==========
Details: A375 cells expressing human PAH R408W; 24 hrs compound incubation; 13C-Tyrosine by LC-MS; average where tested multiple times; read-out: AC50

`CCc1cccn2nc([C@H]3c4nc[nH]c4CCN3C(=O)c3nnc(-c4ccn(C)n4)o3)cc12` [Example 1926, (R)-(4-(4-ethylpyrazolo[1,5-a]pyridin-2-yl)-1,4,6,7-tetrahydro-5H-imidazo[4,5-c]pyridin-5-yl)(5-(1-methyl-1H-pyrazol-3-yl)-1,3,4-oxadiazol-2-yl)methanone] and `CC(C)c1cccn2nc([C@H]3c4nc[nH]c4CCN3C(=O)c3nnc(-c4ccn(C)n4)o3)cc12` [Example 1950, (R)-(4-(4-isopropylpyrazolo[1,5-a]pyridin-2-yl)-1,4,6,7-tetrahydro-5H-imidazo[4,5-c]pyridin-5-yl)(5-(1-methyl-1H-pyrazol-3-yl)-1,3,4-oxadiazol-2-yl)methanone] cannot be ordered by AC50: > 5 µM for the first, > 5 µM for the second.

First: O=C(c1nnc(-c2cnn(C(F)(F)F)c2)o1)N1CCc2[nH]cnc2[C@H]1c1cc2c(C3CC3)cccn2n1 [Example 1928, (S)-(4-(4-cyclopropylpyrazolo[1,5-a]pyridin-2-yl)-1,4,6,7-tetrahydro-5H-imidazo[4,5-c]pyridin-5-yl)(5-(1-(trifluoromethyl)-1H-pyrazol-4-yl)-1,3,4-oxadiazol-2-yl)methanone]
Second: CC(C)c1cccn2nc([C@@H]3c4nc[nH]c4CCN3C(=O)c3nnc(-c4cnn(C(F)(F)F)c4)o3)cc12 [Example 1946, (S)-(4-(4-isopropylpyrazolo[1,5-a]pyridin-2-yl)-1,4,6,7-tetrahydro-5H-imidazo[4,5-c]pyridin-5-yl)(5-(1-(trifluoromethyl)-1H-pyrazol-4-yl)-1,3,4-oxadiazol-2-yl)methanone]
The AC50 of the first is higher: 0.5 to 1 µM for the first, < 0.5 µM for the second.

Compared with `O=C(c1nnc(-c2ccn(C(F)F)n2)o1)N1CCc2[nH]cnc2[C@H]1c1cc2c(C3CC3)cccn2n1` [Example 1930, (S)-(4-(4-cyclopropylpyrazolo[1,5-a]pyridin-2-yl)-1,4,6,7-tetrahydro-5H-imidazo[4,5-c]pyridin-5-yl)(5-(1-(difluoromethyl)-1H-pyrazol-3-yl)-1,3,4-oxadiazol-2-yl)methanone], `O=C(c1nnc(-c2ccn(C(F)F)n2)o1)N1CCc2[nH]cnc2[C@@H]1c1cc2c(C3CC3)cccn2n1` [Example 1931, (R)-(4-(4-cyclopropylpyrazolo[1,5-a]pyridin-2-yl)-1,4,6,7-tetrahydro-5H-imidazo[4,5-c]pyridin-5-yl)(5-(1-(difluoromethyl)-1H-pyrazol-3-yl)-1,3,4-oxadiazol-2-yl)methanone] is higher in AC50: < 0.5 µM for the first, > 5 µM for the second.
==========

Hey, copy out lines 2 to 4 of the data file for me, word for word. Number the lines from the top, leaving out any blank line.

`CCc1cccn2nc([C@H]3c4nc[nH]c4CCN3C(=O)c3nnc(-c4ccn(C)n4)o3)cc12` [Example 1926, (R)-(4-(4-ethylpyrazolo[1,5-a]pyridin-2-yl)-1,4,6,7-tetrahydro-5H-imidazo[4,5-c]pyridin-5-yl)(5-(1-methyl-1H-pyrazol-3-yl)-1,3,4-oxadiazol-2-yl)methanone] and `CC(C)c1cccn2nc([C@H]3c4nc[nH]c4CCN3C(=O)c3nnc(-c4ccn(C)n4)o3)cc12` [Example 1950, (R)-(4-(4-isopropylpyrazolo[1,5-a]pyridin-2-yl)-1,4,6,7-tetrahydro-5H-imidazo[4,5-c]pyridin-5-yl)(5-(1-methyl-1H-pyrazol-3-yl)-1,3,4-oxadiazol-2-yl)methanone] cannot be ordered by AC50: > 5 µM for the first, > 5 µM for the second.

First: O=C(c1nnc(-c2cnn(C(F)(F)F)c2)o1)N1CCc2[nH]cnc2[C@H]1c1cc2c(C3CC3)cccn2n1 [Example 1928, (S)-(4-(4-cyclopropylpyrazolo[1,5-a]pyridin-2-yl)-1,4,6,7-tetrahydro-5H-imidazo[4,5-c]pyridin-5-yl)(5-(1-(trifluoromethyl)-1H-pyrazol-4-yl)-1,3,4-oxadiazol-2-yl)methanone]
Second: CC(C)c1cccn2nc([C@@H]3c4nc[nH]c4CCN3C(=O)c3nnc(-c4cnn(C(F)(F)F)c4)o3)cc12 [Example 1946, (S)-(4-(4-isopropylpyrazolo[1,5-a]pyridin-2-yl)-1,4,6,7-tetrahydro-5H-imidazo[4,5-c]pyridin-5-yl)(5-(1-(trifluoromethyl)-1H-pyrazol-4-yl)-1,3,4-oxadiazol-2-yl)methanone]